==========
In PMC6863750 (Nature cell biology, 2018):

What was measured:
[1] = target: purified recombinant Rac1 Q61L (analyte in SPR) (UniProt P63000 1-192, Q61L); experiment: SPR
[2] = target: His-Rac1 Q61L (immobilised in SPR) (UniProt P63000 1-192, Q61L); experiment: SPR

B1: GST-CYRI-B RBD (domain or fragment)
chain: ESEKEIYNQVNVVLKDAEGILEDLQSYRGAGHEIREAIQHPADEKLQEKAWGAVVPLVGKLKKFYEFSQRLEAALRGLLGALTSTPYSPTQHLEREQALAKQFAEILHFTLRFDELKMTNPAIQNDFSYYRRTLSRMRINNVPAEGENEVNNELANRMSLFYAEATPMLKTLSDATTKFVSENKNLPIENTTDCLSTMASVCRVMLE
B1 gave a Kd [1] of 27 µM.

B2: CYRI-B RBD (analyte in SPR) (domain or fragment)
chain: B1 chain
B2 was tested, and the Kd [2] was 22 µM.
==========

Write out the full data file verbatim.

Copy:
In PMC6863750 (Nature cell biology, 2018):

What was measured:
[1] = target: purified recombinant Rac1 Q61L (analyte in SPR) (UniProt P63000 1-192, Q61L); experiment: SPR
[2] = target: His-Rac1 Q61L (immobilised in SPR) (UniProt P63000 1-192, Q61L); experiment: SPR

B1: GST-CYRI-B RBD (domain or fragment)
chain: ESEKEIYNQVNVVLKDAEGILEDLQSYRGAGHEIREAIQHPADEKLQEKAWGAVVPLVGKLKKFYEFSQRLEAALRGLLGALTSTPYSPTQHLEREQALAKQFAEILHFTLRFDELKMTNPAIQNDFSYYRRTLSRMRINNVPAEGENEVNNELANRMSLFYAEATPMLKTLSDATTKFVSENKNLPIENTTDCLSTMASVCRVMLE
B1 gave a Kd [1] of 27 µM.

B2: CYRI-B RBD (analyte in SPR) (domain or fragment)
chain: B1 chain
B2 was tested, and the Kd [2] was 22 µM.